An Autobiography of What He Went Through as a Slave in The Narrative of the Life of Frederick Douglas

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The Narrative Perspective of Frederick Douglass The Narrative of the Life of Frederick Douglass is an autobiography written by Frederick Douglass himself. No one knows the hardships and difficult times that Frederick Douglass went through as a slave, better than himself. That is why Frederick Douglass is considered to be, in my opinion, is the most reliable author when it comes to telling the story of his life as a slave. Frederick Douglass was born in Talbot County, Maryland around the year 1817 or 1818. Soon after Douglass was born, he was separated from his mother and was sent to Baltimore to work as a servant. Since he was separated from his mother at such a young age, Douglass did not develop a bond with her. After her death, he …show more content…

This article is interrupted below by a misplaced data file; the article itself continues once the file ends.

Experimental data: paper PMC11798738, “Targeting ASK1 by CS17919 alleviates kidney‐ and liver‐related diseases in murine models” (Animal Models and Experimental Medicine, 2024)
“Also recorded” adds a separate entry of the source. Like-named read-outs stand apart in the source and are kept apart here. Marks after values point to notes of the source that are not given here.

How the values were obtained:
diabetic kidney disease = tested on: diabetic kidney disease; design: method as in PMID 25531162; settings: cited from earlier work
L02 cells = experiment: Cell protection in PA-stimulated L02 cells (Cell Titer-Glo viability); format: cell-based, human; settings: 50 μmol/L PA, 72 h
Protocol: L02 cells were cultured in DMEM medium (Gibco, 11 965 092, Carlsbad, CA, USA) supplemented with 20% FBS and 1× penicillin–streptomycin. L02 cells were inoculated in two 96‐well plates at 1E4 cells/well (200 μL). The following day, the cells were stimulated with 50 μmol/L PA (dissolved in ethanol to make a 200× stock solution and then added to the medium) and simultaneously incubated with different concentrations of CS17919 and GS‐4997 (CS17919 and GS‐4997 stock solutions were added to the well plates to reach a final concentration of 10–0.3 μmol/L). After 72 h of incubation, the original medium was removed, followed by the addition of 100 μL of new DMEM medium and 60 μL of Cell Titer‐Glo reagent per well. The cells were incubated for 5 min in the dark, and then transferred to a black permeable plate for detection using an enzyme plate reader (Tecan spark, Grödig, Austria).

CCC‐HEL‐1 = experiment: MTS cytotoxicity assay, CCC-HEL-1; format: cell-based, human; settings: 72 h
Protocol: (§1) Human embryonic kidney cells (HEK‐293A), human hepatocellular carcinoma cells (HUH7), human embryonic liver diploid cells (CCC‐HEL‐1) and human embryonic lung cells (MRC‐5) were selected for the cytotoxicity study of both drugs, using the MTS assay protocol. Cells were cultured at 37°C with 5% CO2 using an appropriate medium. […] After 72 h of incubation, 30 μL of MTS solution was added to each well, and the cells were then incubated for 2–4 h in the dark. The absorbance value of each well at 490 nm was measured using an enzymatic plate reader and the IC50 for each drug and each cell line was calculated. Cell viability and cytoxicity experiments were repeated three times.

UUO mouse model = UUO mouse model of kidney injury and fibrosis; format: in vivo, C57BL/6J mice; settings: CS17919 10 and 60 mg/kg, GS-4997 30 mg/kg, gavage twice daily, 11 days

Frederick Douglass appears to be rather smart and well minded compared to the other slaves. He was briefly taught how to read and write by Sophia Auld. Once Sophia’s husband, Douglass’ master, found out she was teaching him how to read and write, he immediately ordered her to stop teaching. Douglass stated, “The very decided manner with which he spoke, and strove to impress his wife with the evil consequences of giving me instruction, served to convince me that he was deeply sensible of the truths he was uttering”. “What he most dreaded, that I most desired. What he most loved, that I most hated. That which to him was a great evil, to be carefully shunned, was to me a great good, to be diligently sought; and the argument which he so warmly urged, against my learning to read, only served to inspire me with a desire and determination to learn” (Douglass). That quote by Frederick Douglass is very powerful, and goes to show how strong his motivation was to better his life. Soon after that, Douglass was able to teach himself a bit more on how to read and write. He was a smart man, and he was very knowledgeable. After seeing the gruesome shooting of Demby by Mr. Gore, Douglass was able to reenact the scene, explaining all of the little details he witnessed. In a way, he used this to his advantage. He used the gruesome stories of the terrible things that happen to other slaves, to provide a valid argument about how evil and

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